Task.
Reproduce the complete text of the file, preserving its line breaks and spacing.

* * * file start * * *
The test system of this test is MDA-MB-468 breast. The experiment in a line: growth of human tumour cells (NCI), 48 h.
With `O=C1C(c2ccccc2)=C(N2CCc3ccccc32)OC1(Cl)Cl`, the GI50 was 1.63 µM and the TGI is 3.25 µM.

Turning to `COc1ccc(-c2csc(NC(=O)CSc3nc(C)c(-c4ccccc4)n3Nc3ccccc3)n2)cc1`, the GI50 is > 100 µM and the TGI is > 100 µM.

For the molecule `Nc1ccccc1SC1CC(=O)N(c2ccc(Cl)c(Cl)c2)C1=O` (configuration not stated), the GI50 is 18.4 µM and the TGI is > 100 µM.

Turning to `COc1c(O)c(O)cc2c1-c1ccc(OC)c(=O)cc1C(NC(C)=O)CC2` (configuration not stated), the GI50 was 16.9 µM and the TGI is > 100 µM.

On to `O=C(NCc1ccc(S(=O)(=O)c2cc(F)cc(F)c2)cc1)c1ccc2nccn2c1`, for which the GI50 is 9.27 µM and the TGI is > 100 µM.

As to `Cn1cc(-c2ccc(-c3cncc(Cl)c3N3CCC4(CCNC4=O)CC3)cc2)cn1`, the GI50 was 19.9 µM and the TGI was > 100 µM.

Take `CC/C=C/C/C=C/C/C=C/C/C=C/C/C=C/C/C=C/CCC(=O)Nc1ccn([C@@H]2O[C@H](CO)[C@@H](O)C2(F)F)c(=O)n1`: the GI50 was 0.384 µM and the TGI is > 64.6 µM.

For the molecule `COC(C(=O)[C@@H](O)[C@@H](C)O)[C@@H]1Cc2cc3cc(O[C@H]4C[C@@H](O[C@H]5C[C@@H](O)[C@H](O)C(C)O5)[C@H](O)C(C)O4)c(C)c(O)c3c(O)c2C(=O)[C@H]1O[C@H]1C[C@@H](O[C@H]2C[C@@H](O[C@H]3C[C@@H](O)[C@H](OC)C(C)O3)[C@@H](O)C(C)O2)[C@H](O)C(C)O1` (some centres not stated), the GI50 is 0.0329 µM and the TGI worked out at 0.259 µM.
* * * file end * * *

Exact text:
The test system of this test is MDA-MB-468 breast. The experiment in a line: growth of human tumour cells (NCI), 48 h.
With `O=C1C(c2ccccc2)=C(N2CCc3ccccc32)OC1(Cl)Cl`, the GI50 was 1.63 µM and the TGI is 3.25 µM.

Turning to `COc1ccc(-c2csc(NC(=O)CSc3nc(C)c(-c4ccccc4)n3Nc3ccccc3)n2)cc1`, the GI50 is > 100 µM and the TGI is > 100 µM.

For the molecule `Nc1ccccc1SC1CC(=O)N(c2ccc(Cl)c(Cl)c2)C1=O` (configuration not stated), the GI50 is 18.4 µM and the TGI is > 100 µM.

Turning to `COc1c(O)c(O)cc2c1-c1ccc(OC)c(=O)cc1C(NC(C)=O)CC2` (configuration not stated), the GI50 was 16.9 µM and the TGI is > 100 µM.

On to `O=C(NCc1ccc(S(=O)(=O)c2cc(F)cc(F)c2)cc1)c1ccc2nccn2c1`, for which the GI50 is 9.27 µM and the TGI is > 100 µM.

As to `Cn1cc(-c2ccc(-c3cncc(Cl)c3N3CCC4(CCNC4=O)CC3)cc2)cn1`, the GI50 was 19.9 µM and the TGI was > 100 µM.

Take `CC/C=C/C/C=C/C/C=C/C/C=C/C/C=C/C/C=C/CCC(=O)Nc1ccn([C@@H]2O[C@H](CO)[C@@H](O)C2(F)F)c(=O)n1`: the GI50 was 0.384 µM and the TGI is > 64.6 µM.

For the molecule `COC(C(=O)[C@@H](O)[C@@H](C)O)[C@@H]1Cc2cc3cc(O[C@H]4C[C@@H](O[C@H]5C[C@@H](O)[C@H](O)C(C)O5)[C@H](O)C(C)O4)c(C)c(O)c3c(O)c2C(=O)[C@H]1O[C@H]1C[C@@H](O[C@H]2C[C@@H](O[C@H]3C[C@@H](O)[C@H](OC)C(C)O3)[C@@H](O)C(C)O2)[C@H](O)C(C)O1` (some centres not stated), the GI50 is 0.0329 µM and the TGI worked out at 0.259 µM.